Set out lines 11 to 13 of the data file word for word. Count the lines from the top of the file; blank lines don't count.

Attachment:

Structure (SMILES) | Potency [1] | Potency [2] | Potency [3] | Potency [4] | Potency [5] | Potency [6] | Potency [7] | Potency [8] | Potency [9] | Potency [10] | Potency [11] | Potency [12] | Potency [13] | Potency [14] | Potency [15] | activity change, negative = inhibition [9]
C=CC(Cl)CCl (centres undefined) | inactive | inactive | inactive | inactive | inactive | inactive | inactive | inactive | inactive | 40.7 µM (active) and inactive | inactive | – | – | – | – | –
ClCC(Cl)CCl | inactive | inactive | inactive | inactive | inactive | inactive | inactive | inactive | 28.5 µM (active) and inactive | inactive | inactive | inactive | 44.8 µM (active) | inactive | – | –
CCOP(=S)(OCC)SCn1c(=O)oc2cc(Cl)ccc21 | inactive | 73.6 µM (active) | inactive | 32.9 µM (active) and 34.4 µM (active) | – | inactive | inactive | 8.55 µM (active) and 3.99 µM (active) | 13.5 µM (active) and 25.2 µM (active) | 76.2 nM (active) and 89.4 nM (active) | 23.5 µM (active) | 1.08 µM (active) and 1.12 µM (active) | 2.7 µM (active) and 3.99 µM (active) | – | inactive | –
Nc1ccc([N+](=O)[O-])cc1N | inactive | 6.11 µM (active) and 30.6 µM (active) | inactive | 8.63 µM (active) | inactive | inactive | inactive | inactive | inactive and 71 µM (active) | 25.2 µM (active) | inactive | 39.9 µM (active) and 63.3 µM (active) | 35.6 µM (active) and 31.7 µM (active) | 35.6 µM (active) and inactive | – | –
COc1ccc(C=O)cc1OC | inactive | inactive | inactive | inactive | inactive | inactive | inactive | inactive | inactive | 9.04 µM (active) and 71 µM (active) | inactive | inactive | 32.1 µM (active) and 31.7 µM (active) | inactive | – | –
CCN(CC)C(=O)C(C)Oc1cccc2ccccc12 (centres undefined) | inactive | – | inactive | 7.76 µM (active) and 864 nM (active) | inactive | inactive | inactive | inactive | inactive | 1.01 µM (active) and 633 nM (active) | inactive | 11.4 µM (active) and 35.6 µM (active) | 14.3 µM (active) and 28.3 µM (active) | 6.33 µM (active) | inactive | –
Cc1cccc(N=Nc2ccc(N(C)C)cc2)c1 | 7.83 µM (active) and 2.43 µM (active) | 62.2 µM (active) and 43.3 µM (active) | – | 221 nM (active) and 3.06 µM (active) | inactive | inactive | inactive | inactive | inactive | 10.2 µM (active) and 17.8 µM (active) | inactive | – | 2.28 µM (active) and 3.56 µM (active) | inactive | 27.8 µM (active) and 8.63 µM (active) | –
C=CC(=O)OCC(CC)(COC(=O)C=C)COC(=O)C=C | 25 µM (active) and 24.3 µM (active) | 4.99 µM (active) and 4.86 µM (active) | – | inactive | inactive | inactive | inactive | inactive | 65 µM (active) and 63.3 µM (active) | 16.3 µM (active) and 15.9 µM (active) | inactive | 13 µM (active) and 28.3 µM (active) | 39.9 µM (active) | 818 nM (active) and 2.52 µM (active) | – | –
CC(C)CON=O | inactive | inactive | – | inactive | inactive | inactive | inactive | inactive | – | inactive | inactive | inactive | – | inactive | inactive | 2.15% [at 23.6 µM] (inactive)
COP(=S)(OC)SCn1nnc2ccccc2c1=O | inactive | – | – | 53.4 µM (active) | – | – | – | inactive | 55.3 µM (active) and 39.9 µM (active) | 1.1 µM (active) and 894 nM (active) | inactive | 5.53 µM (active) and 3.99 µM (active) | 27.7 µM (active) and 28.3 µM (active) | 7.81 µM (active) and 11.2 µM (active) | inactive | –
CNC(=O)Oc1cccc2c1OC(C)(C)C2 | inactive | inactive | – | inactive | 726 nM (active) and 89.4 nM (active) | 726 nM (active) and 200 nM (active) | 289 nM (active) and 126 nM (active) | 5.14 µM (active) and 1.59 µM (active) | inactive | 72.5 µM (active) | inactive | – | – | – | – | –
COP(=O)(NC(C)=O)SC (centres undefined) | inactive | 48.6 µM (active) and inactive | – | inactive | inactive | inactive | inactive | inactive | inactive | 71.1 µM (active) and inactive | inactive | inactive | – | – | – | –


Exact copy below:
COP(=S)(OC)SCn1nnc2ccccc2c1=O | inactive | – | – | 53.4 µM (active) | – | – | – | inactive | 55.3 µM (active) and 39.9 µM (active) | 1.1 µM (active) and 894 nM (active) | inactive | 5.53 µM (active) and 3.99 µM (active) | 27.7 µM (active) and 28.3 µM (active) | 7.81 µM (active) and 11.2 µM (active) | inactive | –
CNC(=O)Oc1cccc2c1OC(C)(C)C2 | inactive | inactive | – | inactive | 726 nM (active) and 89.4 nM (active) | 726 nM (active) and 200 nM (active) | 289 nM (active) and 126 nM (active) | 5.14 µM (active) and 1.59 µM (active) | inactive | 72.5 µM (active) | inactive | – | – | – | – | –
COP(=O)(NC(C)=O)SC (centres undefined) | inactive | 48.6 µM (active) and inactive | – | inactive | inactive | inactive | inactive | inactive | inactive | 71.1 µM (active) and inactive | inactive | inactive | – | – | – | –